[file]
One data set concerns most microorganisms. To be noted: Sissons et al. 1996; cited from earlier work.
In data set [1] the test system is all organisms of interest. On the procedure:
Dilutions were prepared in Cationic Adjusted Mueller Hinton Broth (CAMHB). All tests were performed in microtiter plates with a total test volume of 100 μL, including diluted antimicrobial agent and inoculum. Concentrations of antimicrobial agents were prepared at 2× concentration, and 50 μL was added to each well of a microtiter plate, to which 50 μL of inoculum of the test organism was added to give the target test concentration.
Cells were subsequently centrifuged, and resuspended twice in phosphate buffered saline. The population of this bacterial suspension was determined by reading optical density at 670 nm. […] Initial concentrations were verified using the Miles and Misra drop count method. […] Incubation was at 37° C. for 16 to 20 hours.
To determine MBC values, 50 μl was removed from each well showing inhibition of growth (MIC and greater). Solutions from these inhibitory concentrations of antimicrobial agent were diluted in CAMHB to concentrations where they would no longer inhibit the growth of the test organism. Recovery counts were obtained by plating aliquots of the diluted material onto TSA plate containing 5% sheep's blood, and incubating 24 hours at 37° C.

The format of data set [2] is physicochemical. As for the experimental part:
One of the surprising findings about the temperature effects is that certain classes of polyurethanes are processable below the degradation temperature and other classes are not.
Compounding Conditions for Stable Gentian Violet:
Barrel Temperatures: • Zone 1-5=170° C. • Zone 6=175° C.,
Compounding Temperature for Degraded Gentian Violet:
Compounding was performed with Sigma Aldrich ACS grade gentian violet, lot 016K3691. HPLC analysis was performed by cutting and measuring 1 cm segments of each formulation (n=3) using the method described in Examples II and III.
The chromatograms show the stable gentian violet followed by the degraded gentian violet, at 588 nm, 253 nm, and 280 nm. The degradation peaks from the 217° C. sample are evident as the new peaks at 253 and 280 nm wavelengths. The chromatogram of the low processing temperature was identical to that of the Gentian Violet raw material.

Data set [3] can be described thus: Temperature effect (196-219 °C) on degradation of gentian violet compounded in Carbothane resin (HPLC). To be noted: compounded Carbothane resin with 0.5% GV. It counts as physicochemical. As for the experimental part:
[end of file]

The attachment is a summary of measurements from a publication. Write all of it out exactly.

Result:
One data set concerns most microorganisms. To be noted: Sissons et al. 1996; cited from earlier work.
In data set [1] the test system is all organisms of interest. On the procedure:
Dilutions were prepared in Cationic Adjusted Mueller Hinton Broth (CAMHB). All tests were performed in microtiter plates with a total test volume of 100 μL, including diluted antimicrobial agent and inoculum. Concentrations of antimicrobial agents were prepared at 2× concentration, and 50 μL was added to each well of a microtiter plate, to which 50 μL of inoculum of the test organism was added to give the target test concentration.
Cells were subsequently centrifuged, and resuspended twice in phosphate buffered saline. The population of this bacterial suspension was determined by reading optical density at 670 nm. […] Initial concentrations were verified using the Miles and Misra drop count method. […] Incubation was at 37° C. for 16 to 20 hours.
To determine MBC values, 50 μl was removed from each well showing inhibition of growth (MIC and greater). Solutions from these inhibitory concentrations of antimicrobial agent were diluted in CAMHB to concentrations where they would no longer inhibit the growth of the test organism. Recovery counts were obtained by plating aliquots of the diluted material onto TSA plate containing 5% sheep's blood, and incubating 24 hours at 37° C.

The format of data set [2] is physicochemical. As for the experimental part:
One of the surprising findings about the temperature effects is that certain classes of polyurethanes are processable below the degradation temperature and other classes are not.
Compounding Conditions for Stable Gentian Violet:
Barrel Temperatures: • Zone 1-5=170° C. • Zone 6=175° C.,
Compounding Temperature for Degraded Gentian Violet:
Compounding was performed with Sigma Aldrich ACS grade gentian violet, lot 016K3691. HPLC analysis was performed by cutting and measuring 1 cm segments of each formulation (n=3) using the method described in Examples II and III.
The chromatograms show the stable gentian violet followed by the degraded gentian violet, at 588 nm, 253 nm, and 280 nm. The degradation peaks from the 217° C. sample are evident as the new peaks at 253 and 280 nm wavelengths. The chromatogram of the low processing temperature was identical to that of the Gentian Violet raw material.

Data set [3] can be described thus: Temperature effect (196-219 °C) on degradation of gentian violet compounded in Carbothane resin (HPLC). To be noted: compounded Carbothane resin with 0.5% GV. It counts as physicochemical. As for the experimental part: